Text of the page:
The prospect of blackjack and banked games at South Florida pari-mutuels is fueled by speculation that the Seminoles may be willing to give up their monopoly on the games in Miami-Dade and Broward in exchange for certain exclusivity in Tampa Bay, along with the possibility of additional games such as roulette.
The Seminoles also face the threat of lawmakers simply allowing the compact to expire and having to turn instead to the courts -- a lengthy and expensive process -- meaning they might be more willing to make concessions in South Florida to protect the Tampa Hard Rock.
Tampa Bay Downs wants slot machines so the track can compete with Hard Rock. The horse track wants to use proceeds from the slots along with lower tax rates to boost purses and thereby lure better horses -- and the bigger bets that ride along with them -- to the track. Another possibility could give the Tampa Bay pari-mutuels the option of video-lottery terminals, something that the Seminoles would likely balk at.
There's also an ongoing push by dog tracks throughout Florida to "decouple" greyhound racing from cash-rich card rooms. Under current law, dog tracks must run a certain number of races to operate card rooms. They, too, are demanding slot machines to boost a failing industry. The initial report to the Legislature from New Jersey-based Spectrum Gaming estimated that the state's 13 greyhound tracks lost a total $35 million on dog races.
Also in the mix: scraps over different types of permits and attempts to move them.
Included in the discussion is the possibility of the Department of Business and Professional Regulation canceling or buying back permits that aren't in use at the existing pari-mutuels.
"The special privileges in the pari-mutuel code have targets on them for repeal, and dormant and underperforming permits are going to be tools for gambling contraction," said gambling lawyer Marc Dunbar, who successfully convinced regulators to grant a controversial rodeo-style barrel racing permit for a facility in Gretna of which he is part owner. An administrative law judge later said regulators erred in issuing the permit. Dunbar is now in the midst of a legal battle over an attempt to get a Miami-Dade County permit for Gulfstream Race Track, located in Broward County, because the property spans the county line.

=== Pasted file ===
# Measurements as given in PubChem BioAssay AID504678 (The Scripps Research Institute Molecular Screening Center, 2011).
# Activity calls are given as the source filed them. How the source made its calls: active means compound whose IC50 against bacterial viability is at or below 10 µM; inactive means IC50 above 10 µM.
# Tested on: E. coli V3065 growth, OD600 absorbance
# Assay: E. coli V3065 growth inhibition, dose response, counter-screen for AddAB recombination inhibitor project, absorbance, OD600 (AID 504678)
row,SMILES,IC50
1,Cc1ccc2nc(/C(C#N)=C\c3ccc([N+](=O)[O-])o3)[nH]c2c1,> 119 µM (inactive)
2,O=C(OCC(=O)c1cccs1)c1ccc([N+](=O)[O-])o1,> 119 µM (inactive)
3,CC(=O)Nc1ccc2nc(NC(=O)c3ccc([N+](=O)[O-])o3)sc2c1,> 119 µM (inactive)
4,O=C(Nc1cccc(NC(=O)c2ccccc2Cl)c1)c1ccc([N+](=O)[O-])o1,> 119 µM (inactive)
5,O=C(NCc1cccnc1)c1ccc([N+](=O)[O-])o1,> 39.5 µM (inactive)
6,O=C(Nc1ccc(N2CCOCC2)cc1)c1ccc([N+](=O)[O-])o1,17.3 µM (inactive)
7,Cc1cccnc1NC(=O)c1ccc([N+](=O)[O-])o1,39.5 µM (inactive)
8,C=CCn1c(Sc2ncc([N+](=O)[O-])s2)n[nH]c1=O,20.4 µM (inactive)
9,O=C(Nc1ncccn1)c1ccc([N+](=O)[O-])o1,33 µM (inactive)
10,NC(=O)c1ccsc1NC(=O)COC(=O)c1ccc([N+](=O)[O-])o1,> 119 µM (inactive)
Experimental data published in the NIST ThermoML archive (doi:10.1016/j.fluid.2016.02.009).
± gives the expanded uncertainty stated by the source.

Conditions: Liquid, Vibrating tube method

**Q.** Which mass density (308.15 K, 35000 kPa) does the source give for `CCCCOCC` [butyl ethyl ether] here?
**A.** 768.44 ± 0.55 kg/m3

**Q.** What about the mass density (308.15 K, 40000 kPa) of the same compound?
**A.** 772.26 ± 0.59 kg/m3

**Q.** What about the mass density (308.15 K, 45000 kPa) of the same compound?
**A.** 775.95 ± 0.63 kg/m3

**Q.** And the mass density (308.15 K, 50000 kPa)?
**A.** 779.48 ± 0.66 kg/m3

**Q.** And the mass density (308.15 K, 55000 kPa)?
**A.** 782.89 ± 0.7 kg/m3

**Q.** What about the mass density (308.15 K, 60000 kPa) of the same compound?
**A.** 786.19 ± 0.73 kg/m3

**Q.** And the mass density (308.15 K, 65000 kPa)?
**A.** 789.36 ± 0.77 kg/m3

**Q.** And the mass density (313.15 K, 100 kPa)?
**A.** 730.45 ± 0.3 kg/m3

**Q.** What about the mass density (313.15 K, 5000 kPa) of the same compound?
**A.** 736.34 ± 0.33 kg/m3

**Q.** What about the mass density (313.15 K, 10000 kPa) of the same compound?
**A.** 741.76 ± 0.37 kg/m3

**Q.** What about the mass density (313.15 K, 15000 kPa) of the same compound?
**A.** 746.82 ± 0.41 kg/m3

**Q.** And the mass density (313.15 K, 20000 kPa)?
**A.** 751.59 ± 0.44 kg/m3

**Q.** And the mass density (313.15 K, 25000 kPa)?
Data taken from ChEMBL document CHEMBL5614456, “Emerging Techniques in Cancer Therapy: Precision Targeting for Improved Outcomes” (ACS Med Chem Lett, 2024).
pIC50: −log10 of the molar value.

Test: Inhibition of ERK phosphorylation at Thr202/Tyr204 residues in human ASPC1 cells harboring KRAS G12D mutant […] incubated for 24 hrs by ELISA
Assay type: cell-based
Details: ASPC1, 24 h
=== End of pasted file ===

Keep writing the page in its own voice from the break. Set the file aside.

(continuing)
That's just one of 21 gambling-related lawsuits DBPR is involved in, pointing to the need for lawmakers to tighten the statutes.
"We are at a crossroads in our state with regard to gaming,'' Galvano said. "To the extent that the Legislature can create a very specific, tight plan for the future, we need to do that. We do not need to have, like we do presently, a statutory framework that lends itself to a wide variety of interpretations."
The money the state receives from the Seminoles -- $250 million a year for schools -- gives the Legislature an incentive to fold on any of the other options that could benefit the existing tracks.
"The one thing I've heard repeatedly is that the state's not going to give up on the Seminole money. In fact, they want to increase it," said Dan Adkins, chief operating officer of Hartman and Tyner, which owns the Mardi Gras Casino in Broward County. "So when you add all that up where does it end? Does the state play a game of roulette with the Indians and roll some big plan out there just to try to get the Indians in line to pay more money? I don't know."
Many insiders say the jumbled state of gambling affairs cries out for the creation of an independent gaming commission.
"The Legislature needs to rein in the permit issuances and have a little bit stronger way of implementing policy in reference to gaming so that everything goes through a complete vetting process before anything happens. That requires the creation of a gaming commission. It probably should be done even if there is no parity and even if there is no additional gaming," said Calder Race Course lobbyist Wilbur Brewton.
House Speaker Will Weatherford, R-Wesley Chapel, who insists he is personally against any expansion of gambling, is playing his cards close to the vest as he waits for Spectrum's final report, due Oct. 1.
"We're pretty open. We want to do the right things. We want to be cognizant of the kind of gaming we have in the state of Florida, look at the current regulatory framework that exists, make a determination as to whether or not it's working and then look at what Florida's going to look like 20 years from now or what gaming in Florida is going to look at 20 years from now and make sure we've got a regulatory structure that's going to meet the needs of that," he said.